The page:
Critiques of Libertarians

Having spent most of my adult life outside the US, in Russia and Germany, I have not had the pleasure of much direct contact with other libertarians, certainly not in large gatherings. That came when I moved to New Hampshire with the Free State Project. Besides the FSP's two large annual events, the winter New Hampshire Liberty Forum and the summer Porcupine Freedom Festival(PorcFest), each with hundreds of participants, numerous weekly and monthly gatherings in towns across New Hampshire attract from 5 to 50 people. After many hours of listening to these people rant to each other, a pattern begins to emerge. Libertarians are notoriously poor communicators (which is why The Advocates exist), but they rant in a manner guaranteed to appeal only to others born with a libertarian nature (a minority), not to the bulk of normal people. By “normal” I have in mind a vague sort of well-meaning college-educated moderately well-informed adult, e.g. your typical listener of National Public Radio. Most of my friends are such people, and they would be appalled by the things libertarians say. We need to reframe our arguments, and our thinking, for the invisible NPR listener in the room. I have noticed five common emotional, theoretical, and factual errors:

1. Mischaracterizing the opposition–There are two types of statists, based on how they want to use the state: those who want to employ it to help others, or at least for the common good, and those who want to exploit it to for their own selfish interests (dominators, predators, and parasites). Call them good statists and bad statists (actually misguided statists and evil statists). Libertarians overwhelmingly assume that the opposition consists of bad statists. In my experience, there are many more good statists, and it is they who have to be convinced. For example, white NPR listeners overwhelmingly believe that government schools are a positive thing, especially for minorities and disadvantaged children. (I, a passing mulatto, have a hard time convincing a black friend that whites really believe this, as she firmly believes that government schools are a white plot to keep blacks down and maintain a pool of cheap labor.)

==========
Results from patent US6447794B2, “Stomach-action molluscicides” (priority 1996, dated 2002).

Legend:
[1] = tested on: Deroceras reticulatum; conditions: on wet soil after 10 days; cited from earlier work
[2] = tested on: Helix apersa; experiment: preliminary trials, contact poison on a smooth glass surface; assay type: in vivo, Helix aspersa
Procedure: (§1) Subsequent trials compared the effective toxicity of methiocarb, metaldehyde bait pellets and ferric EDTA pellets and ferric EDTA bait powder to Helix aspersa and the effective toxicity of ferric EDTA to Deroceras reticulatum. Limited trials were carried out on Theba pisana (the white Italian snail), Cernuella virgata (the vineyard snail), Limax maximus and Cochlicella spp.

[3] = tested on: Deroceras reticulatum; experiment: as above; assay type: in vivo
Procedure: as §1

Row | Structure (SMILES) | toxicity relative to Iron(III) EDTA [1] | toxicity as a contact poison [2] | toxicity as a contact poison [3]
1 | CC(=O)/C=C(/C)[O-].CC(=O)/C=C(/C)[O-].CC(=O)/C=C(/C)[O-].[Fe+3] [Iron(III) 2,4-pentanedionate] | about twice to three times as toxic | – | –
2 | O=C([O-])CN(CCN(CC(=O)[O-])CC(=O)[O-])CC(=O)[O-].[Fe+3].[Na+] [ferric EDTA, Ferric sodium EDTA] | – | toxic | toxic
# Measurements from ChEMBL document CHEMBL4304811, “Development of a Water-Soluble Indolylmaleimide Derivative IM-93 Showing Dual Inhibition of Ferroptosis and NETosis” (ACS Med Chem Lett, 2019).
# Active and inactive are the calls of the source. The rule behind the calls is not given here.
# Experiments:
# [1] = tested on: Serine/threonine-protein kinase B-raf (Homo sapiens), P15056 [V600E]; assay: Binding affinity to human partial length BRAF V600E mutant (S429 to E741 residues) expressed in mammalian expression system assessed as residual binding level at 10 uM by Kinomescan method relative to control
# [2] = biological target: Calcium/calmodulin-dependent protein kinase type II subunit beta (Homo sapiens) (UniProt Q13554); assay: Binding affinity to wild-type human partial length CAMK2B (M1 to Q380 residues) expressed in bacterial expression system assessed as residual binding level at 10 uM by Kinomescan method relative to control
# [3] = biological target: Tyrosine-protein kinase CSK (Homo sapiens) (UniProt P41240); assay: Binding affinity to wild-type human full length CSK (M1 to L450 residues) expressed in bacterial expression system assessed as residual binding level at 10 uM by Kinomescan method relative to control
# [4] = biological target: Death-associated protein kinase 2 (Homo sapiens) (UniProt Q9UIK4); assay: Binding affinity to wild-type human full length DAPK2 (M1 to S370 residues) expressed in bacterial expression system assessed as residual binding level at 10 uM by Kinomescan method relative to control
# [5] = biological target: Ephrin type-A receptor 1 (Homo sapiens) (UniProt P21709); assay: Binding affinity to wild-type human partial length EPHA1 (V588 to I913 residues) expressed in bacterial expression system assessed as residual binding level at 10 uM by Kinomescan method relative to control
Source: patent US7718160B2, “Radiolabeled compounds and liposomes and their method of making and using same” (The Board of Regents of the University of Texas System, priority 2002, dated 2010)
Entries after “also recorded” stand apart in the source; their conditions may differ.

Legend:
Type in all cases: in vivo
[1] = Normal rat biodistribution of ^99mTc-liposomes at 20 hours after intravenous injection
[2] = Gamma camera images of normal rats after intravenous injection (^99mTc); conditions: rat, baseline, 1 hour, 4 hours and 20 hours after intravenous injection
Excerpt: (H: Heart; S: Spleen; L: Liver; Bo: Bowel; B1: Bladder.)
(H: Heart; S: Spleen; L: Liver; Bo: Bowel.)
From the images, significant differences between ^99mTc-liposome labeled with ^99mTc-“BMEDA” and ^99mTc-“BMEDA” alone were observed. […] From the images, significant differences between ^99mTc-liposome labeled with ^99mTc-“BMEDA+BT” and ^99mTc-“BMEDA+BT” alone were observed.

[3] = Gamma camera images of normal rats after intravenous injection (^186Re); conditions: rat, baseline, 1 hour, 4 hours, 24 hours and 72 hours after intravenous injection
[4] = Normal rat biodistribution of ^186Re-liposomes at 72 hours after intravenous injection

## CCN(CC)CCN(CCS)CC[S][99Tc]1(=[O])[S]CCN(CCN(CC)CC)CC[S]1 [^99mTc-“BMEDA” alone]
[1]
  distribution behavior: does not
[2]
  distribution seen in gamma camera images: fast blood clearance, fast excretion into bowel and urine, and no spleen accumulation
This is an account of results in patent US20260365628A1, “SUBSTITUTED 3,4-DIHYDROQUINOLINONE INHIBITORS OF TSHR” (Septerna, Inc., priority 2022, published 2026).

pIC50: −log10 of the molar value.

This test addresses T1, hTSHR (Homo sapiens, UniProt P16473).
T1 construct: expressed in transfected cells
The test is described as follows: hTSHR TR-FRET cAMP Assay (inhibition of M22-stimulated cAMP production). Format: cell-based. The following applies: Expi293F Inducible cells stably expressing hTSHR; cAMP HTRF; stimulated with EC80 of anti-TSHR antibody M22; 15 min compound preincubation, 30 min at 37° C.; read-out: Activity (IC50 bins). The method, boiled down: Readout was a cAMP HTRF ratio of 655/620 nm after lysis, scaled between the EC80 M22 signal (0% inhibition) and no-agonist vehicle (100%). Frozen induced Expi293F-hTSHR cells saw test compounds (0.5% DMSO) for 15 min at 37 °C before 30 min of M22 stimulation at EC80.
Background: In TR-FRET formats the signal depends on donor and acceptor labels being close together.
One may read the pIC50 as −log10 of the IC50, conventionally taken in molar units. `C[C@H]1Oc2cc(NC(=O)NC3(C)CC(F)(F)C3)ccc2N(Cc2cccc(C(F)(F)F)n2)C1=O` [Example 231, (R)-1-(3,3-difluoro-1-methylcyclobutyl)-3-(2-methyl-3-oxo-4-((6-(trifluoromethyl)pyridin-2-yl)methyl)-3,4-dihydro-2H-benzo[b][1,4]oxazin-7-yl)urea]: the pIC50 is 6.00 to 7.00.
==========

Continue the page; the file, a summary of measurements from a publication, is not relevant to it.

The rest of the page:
2. Arguing from selfishness, not compassion–An unsophisticated statist might not understand much theory, but he does understand that the typical guns 'n' taxes right-libertarian is looking out for himself, not others. Superficially, and ironically, this puts the libertarian in the same category as a bad statist. It does seem rather suspicious when a libertarian preaches the Non-Aggression Principle and then gleefully talks about justifiably using his guns in self-defense against a well-meaning tax collector. This appeals to a relatively small minority of people.

Libertarians should frame their arguments in terms of what is in it for the poor and disadvantaged, especially by showing the perverse unintended consequences of paternalism and social democracy. For example, high taxes that are seemingly paid by the rich are actually paid partially by the poor, as the rich pass them on as higher prices (this is called tax incidence, as opposed to tax burden). Regulations and licensing that supposedly protect unsophisticated consumers actually exclude simple people from entering an industry and lowering prices for the poor. Drug laws that supposedly keep drugs out of children's hands actually create violent black markets that seduce poor people into trafficking and make drugs available to children. Government schools that supposedly provide universal education actually deny poor parents choice, while providing a lousy education at exorbitant costs. Just about any libertarian issue can be framed in terms of compassion.